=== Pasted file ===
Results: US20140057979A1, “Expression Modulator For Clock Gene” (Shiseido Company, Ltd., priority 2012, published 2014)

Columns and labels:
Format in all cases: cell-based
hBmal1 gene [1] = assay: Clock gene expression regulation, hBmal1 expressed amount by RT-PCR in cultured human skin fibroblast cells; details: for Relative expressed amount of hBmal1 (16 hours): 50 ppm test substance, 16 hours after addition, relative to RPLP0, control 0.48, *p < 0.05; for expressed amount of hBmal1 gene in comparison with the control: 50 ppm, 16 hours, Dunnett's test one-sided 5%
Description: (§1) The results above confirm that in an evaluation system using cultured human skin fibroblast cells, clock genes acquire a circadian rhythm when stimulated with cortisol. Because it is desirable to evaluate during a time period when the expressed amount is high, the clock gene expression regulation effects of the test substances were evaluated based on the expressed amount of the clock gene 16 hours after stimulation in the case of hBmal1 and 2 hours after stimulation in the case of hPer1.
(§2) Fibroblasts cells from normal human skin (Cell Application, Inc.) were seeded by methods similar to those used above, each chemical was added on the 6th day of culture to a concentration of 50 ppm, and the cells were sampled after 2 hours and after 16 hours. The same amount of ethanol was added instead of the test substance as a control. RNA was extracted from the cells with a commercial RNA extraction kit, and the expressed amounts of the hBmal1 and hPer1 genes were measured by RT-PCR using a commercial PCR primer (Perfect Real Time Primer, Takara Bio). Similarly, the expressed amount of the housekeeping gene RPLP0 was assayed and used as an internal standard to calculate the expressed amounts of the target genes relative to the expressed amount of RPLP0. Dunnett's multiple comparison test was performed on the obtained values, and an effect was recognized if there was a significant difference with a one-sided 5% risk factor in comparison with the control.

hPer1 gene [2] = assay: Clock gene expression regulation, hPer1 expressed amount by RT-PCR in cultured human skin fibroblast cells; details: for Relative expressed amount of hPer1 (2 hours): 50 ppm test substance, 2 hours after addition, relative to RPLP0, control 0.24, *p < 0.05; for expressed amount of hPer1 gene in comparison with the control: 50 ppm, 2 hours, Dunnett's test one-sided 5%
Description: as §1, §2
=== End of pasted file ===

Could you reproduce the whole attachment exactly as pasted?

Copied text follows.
Results: US20140057979A1, “Expression Modulator For Clock Gene” (Shiseido Company, Ltd., priority 2012, published 2014)

Columns and labels:
Format in all cases: cell-based
hBmal1 gene [1] = assay: Clock gene expression regulation, hBmal1 expressed amount by RT-PCR in cultured human skin fibroblast cells; details: for Relative expressed amount of hBmal1 (16 hours): 50 ppm test substance, 16 hours after addition, relative to RPLP0, control 0.48, *p < 0.05; for expressed amount of hBmal1 gene in comparison with the control: 50 ppm, 16 hours, Dunnett's test one-sided 5%
Description: (§1) The results above confirm that in an evaluation system using cultured human skin fibroblast cells, clock genes acquire a circadian rhythm when stimulated with cortisol. Because it is desirable to evaluate during a time period when the expressed amount is high, the clock gene expression regulation effects of the test substances were evaluated based on the expressed amount of the clock gene 16 hours after stimulation in the case of hBmal1 and 2 hours after stimulation in the case of hPer1.
(§2) Fibroblasts cells from normal human skin (Cell Application, Inc.) were seeded by methods similar to those used above, each chemical was added on the 6th day of culture to a concentration of 50 ppm, and the cells were sampled after 2 hours and after 16 hours. The same amount of ethanol was added instead of the test substance as a control. RNA was extracted from the cells with a commercial RNA extraction kit, and the expressed amounts of the hBmal1 and hPer1 genes were measured by RT-PCR using a commercial PCR primer (Perfect Real Time Primer, Takara Bio). Similarly, the expressed amount of the housekeeping gene RPLP0 was assayed and used as an internal standard to calculate the expressed amounts of the target genes relative to the expressed amount of RPLP0. Dunnett's multiple comparison test was performed on the obtained values, and an effect was recognized if there was a significant difference with a one-sided 5% risk factor in comparison with the control.

hPer1 gene [2] = assay: Clock gene expression regulation, hPer1 expressed amount by RT-PCR in cultured human skin fibroblast cells; details: for Relative expressed amount of hPer1 (2 hours): 50 ppm test substance, 2 hours after addition, relative to RPLP0, control 0.24, *p < 0.05; for expressed amount of hPer1 gene in comparison with the control: 50 ppm, 2 hours, Dunnett's test one-sided 5%
Description: as §1, §2